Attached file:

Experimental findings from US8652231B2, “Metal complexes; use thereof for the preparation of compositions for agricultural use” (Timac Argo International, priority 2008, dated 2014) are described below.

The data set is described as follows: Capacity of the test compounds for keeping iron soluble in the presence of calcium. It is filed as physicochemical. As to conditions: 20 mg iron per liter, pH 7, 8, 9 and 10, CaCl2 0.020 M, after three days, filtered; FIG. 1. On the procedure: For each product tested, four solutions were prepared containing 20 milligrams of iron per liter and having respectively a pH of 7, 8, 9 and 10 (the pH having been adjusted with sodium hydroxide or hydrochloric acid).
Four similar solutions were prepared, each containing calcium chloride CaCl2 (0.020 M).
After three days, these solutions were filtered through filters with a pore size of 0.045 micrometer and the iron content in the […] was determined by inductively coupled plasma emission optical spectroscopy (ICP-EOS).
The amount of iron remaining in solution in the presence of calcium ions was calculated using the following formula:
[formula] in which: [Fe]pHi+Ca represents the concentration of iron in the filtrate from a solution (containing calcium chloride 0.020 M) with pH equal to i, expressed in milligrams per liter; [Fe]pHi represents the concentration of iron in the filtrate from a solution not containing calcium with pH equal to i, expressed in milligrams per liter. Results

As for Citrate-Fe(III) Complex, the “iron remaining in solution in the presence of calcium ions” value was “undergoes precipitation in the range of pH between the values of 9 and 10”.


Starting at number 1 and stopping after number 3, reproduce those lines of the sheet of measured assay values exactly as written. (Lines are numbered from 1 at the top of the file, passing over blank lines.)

Experimental findings from US8652231B2, “Metal complexes; use thereof for the preparation of compositions for agricultural use” (Timac Argo International, priority 2008, dated 2014) are described below.

The data set is described as follows: Capacity of the test compounds for keeping iron soluble in the presence of calcium. It is filed as physicochemical. As to conditions: 20 mg iron per liter, pH 7, 8, 9 and 10, CaCl2 0.020 M, after three days, filtered; FIG. 1. On the procedure: For each product tested, four solutions were prepared containing 20 milligrams of iron per liter and having respectively a pH of 7, 8, 9 and 10 (the pH having been adjusted with sodium hydroxide or hydrochloric acid).
Four similar solutions were prepared, each containing calcium chloride CaCl2 (0.020 M).